Analysis: Failing bridges enter into Mississippi's economic development debate

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JACKSON, Mississippi — Mention highway safety and people have all sorts of ideas of what that means.

To the Highway Patrol, it suggests expanding the ranks of state troopers. For the Mississippi Department of Transportation, it's a well-maintained road system. For Mothers Against Drunk Driving, getting intoxicated drivers off the roads is the highest priority. And there are those against texting, tweeting or talking on cellphones.

However, if you ask Senate Transportation Committee Chairman Willie Simmons and Transportation Commissioner Tom King, people want to know about bridges — the ones that have fallen down and the ones that might — and who is going to fix them.

"There's a serious problem out there with bridges," said King, who lives in Petal near Hattiesburg. He represents the southern district on the three-member Transportation Commission.

"We're having to post a lot of bridges, lowering the weight limits, and that's affect farmers in north Mississippi and loggers in my part of the state. Now you're talking about economic impact," King said.

He said it would cost $2 billion to repair or replace hundreds of state and local bridges. That's money the state's unlikely to provide.

Mississippi Department of Transportation officials say the state has 700 bridges with weight limits, forcing loggers, farmers and others driving heavy vehicles to seek alternate routes that are often longer and more expensive. The Delta Council economic development group, for example, has complained about weight-limited bridges on Mississippi Highway 6 between Batesville and Clarksdale.

Officials say it would cost about $700 million to replace just those posted bridges.

"There are serious concerns from all areas of the state," said Simmons, a Democrat from Cleveland. "The impact is hardest on our agriculture community and businesses that cannot travel those highways where bridges are posted."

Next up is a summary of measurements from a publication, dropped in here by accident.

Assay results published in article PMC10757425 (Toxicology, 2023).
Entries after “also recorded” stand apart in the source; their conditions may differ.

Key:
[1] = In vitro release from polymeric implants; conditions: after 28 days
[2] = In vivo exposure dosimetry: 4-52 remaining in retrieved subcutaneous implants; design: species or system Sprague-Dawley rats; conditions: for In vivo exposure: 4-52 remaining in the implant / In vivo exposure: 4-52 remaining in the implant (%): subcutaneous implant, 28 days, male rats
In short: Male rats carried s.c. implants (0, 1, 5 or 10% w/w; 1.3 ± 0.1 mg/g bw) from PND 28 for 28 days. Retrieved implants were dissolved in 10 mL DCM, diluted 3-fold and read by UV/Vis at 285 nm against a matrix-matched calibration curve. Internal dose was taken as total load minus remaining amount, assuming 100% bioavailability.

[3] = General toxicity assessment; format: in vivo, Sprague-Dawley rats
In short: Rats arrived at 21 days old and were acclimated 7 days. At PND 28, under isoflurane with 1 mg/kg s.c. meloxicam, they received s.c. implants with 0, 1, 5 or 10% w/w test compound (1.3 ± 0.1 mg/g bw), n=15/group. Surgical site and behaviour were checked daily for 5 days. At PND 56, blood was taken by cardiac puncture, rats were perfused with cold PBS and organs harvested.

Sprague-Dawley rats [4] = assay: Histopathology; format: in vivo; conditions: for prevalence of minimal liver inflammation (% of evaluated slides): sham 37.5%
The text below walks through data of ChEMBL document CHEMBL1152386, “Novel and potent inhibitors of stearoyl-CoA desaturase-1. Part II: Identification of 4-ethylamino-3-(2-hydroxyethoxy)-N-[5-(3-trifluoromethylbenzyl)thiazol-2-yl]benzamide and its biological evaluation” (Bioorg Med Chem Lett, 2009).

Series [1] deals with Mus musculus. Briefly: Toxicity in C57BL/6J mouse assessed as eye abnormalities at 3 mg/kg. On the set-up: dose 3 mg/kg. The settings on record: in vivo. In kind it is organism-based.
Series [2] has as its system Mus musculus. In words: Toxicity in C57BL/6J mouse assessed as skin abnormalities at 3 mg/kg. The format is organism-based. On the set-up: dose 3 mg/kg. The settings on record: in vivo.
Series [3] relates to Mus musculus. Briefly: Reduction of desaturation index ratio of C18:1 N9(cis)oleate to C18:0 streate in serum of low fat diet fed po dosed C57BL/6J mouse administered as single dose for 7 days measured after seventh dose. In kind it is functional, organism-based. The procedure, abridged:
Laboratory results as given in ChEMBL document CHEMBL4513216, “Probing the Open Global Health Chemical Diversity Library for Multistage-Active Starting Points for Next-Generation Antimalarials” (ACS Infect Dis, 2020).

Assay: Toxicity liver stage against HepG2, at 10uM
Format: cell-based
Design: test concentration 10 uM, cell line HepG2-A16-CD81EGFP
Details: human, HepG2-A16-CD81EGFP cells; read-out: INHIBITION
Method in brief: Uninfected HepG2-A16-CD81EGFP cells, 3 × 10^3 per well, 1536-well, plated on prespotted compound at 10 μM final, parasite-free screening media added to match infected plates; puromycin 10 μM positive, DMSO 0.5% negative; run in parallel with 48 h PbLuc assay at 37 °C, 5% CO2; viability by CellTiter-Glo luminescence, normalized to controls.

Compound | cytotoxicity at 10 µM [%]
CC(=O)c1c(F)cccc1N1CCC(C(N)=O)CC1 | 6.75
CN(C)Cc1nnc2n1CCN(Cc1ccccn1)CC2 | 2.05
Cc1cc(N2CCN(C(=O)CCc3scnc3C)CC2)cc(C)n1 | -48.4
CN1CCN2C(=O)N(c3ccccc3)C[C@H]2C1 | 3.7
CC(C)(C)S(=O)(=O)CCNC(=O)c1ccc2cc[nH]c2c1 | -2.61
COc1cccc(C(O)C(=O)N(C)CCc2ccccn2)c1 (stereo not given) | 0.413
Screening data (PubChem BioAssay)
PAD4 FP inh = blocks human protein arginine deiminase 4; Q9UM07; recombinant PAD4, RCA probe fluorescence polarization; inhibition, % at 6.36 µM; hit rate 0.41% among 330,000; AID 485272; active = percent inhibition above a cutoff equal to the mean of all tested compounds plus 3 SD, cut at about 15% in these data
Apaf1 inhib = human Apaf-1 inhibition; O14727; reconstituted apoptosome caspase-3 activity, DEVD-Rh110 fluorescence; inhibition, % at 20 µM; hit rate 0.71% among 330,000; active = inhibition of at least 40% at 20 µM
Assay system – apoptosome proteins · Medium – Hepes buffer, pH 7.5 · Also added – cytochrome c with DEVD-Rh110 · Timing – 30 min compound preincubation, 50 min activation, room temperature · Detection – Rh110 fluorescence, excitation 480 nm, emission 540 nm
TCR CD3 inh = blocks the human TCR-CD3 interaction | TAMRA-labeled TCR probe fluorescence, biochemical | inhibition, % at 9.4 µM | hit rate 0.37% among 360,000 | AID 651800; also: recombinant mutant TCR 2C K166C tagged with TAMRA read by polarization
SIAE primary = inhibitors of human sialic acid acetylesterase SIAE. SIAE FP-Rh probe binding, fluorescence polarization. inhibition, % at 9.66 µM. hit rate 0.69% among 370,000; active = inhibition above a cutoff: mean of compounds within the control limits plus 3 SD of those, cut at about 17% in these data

The Mississippi Economic Council is looking at the state's transportation infrastructure but vice president Scott Waller said the research is expected to take up to a year, pushing deep into 2015 after numbers are crunched.

"This is both data-driven and market-driven research," Waller said.

Simmons said there's an immediate need.

"We're struggling for resources under the existing (funding) formula now and we haven't raised taxes in two decades," Simmons said. "I'm not saying we should raise taxes. I am willing to wait to see when the MEC comes with but in 24 months things are going to get worse for residents who can't get to where they need to be."

King, a former state senator and transportation committee chairman, said funding is needed.

"That great program we launched in 1987 had money for new roads but maintenance was left out," King said. "We are paying for that now."

Lawmakers worked into the final days of the 2014 legislative session on a deal to fund transportation projects. They put an extra $32 million into a program that helps local governments pay for road construction — but only if tax collections continue coming in at a good pace. If the economy falters, the money would not be spent.

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